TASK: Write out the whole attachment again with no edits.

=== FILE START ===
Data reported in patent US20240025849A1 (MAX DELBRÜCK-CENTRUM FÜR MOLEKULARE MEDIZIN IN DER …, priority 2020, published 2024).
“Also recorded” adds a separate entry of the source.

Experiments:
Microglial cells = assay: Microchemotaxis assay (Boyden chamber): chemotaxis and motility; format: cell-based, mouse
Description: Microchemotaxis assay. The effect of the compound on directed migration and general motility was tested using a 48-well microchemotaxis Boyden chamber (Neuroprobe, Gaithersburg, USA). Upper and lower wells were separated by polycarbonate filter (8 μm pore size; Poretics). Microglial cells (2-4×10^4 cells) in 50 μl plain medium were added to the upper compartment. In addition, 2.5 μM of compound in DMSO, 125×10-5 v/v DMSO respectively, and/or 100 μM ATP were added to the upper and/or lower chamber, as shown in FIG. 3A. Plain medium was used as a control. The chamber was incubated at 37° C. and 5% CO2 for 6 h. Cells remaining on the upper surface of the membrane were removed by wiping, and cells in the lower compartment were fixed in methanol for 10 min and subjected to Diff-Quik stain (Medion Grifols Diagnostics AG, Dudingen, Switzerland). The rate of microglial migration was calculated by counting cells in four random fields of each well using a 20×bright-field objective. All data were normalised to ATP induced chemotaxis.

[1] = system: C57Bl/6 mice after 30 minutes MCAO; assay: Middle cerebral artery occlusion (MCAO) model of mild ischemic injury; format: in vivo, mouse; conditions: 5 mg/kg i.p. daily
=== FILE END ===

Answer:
Data reported in patent US20240025849A1 (MAX DELBRÜCK-CENTRUM FÜR MOLEKULARE MEDIZIN IN DER …, priority 2020, published 2024).
“Also recorded” adds a separate entry of the source.

Experiments:
Microglial cells = assay: Microchemotaxis assay (Boyden chamber): chemotaxis and motility; format: cell-based, mouse
Description: Microchemotaxis assay. The effect of the compound on directed migration and general motility was tested using a 48-well microchemotaxis Boyden chamber (Neuroprobe, Gaithersburg, USA). Upper and lower wells were separated by polycarbonate filter (8 μm pore size; Poretics). Microglial cells (2-4×10^4 cells) in 50 μl plain medium were added to the upper compartment. In addition, 2.5 μM of compound in DMSO, 125×10-5 v/v DMSO respectively, and/or 100 μM ATP were added to the upper and/or lower chamber, as shown in FIG. 3A. Plain medium was used as a control. The chamber was incubated at 37° C. and 5% CO2 for 6 h. Cells remaining on the upper surface of the membrane were removed by wiping, and cells in the lower compartment were fixed in methanol for 10 min and subjected to Diff-Quik stain (Medion Grifols Diagnostics AG, Dudingen, Switzerland). The rate of microglial migration was calculated by counting cells in four random fields of each well using a 20×bright-field objective. All data were normalised to ATP induced chemotaxis.

[1] = system: C57Bl/6 mice after 30 minutes MCAO; assay: Middle cerebral artery occlusion (MCAO) model of mild ischemic injury; format: in vivo, mouse; conditions: 5 mg/kg i.p. daily